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November 19, 2000

BND and countries of the South

BND-Campaigners in various countries have started a discussion about Buy Nothing Day and countries of the South.

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Mir from Panama on Thu, 16 Nov 2000

Why are we doing this? Some of you from richer countries might be wondering if there is also excessive consummerism in the 'third world'. Well, yes, there is. Large corporations have been looking for consumers in these markets for many years now, and it makes even less sense than in the North. Anybody interested in this discussion, please write.


Stuart Sontier from New Zealand on Sat, 18 Nov 2000:

Hi Mir,
I'm interested in the comments you give from the 'third world' :-).
BND has been criticised by some self professed socialists as being irrelevant since it is just us liberal white middle class (or with m/c aspirations), and it doesn't address the working class or the poor. My own view is that BND is relevant because it is the middle class wallowing in bought comforts who have the time and energy to help pull down the power structures that enclose us all. And it is the middle class who have the opportunity to reassess and change their lives and world views without too much financial pressure. Not to say that 'working classes' are not involved in such things too, but to my mind BND is more about addressing greed and overconsumption - things hard to be included in when you are poor to the point of not affording the essentials, let alone the electric toilet cleaner attachment for your $2500 vacuum cleaner.

I wonder if you have some other perspectives from your own place? Who is BND targetted at with your campaign?


Mir from Panama, on Fri, 17 Nov 2000

A good example is how it is with cell phones in Latin America and most everywhere in the South, including Africa. Here in Panama, in a matter of months after cell phones were introduced, people were giving a significant portion of their earnings to just two corporations -- Bellsouth and British corporation Cable & Wireless. Everybody (from all walks of life) has been persuaded through millions of dollars in advertising that cell phones are essential for life. And I won't even begin talking about car and tobacco companies or K-mart...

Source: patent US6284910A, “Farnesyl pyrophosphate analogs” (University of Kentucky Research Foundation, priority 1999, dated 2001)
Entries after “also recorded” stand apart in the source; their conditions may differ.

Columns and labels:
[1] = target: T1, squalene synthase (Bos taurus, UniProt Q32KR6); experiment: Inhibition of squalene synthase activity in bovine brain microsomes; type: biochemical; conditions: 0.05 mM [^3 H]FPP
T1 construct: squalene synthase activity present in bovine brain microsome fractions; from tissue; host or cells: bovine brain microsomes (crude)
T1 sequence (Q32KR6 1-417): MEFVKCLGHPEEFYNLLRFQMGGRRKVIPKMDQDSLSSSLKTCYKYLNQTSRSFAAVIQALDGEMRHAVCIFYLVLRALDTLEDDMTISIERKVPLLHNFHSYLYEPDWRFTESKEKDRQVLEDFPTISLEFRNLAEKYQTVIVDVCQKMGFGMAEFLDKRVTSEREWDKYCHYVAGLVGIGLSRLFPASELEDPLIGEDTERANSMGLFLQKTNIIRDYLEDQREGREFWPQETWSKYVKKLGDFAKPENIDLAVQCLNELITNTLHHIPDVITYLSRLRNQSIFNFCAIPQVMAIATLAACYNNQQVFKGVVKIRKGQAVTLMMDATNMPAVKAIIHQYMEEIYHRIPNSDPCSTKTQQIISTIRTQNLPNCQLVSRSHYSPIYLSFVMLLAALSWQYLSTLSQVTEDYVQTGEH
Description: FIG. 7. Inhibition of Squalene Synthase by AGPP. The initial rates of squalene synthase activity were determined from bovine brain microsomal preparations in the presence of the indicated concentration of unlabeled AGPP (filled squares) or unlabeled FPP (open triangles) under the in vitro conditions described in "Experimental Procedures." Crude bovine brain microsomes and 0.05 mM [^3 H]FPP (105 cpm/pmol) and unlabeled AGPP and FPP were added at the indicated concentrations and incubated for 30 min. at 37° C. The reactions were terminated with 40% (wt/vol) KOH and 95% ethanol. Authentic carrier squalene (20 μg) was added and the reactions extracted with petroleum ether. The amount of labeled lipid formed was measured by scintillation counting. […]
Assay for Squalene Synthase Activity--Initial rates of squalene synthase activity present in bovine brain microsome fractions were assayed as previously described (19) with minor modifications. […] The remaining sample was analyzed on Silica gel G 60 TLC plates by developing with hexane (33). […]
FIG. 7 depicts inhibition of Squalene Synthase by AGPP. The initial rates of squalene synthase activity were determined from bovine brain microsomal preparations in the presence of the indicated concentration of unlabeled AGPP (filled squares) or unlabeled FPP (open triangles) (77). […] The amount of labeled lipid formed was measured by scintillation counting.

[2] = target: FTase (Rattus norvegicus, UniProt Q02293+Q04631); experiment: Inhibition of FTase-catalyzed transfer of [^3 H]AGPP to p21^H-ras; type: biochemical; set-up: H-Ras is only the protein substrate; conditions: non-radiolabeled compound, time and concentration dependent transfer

Yes, BND the way we (Defensa Ambiental) do it turns out to be mostly for the middle class... but the working class and the poor are also victims of advertising campaigns and excessive consummerism. Interesting, last year these street actors I told you about did their own independent BND thing, and it was all aimed to working class people, it was a play in part about how people are relieved of their meager paychecks by "offers" and "discounts" at stores... it was interesting to see the BND message relayed to a different audience that what you might expect.

Definitely, we have that argument in my group, some people thinking BND is irrelevant. There is lots to be discussed about it.

I think it is essential that radical activists, both in the North and in the South (mostly white and/or middle-class people) have to find ways to bridge the gaps with each other and with the working class and the inmigrants, the minorities (in some of our countries, the minorities are actualy the majorities) and so on. We have to find ways to have equal, non-paternalistic ralationships with these groups. Relationships batween North-South activists for example, tend to be this way, with the Northern people taking the sad role of benefactors who know what's good for us. There is so much untapped strength in all the potential alliances between common-minded people...

I would like to hear what you people think!


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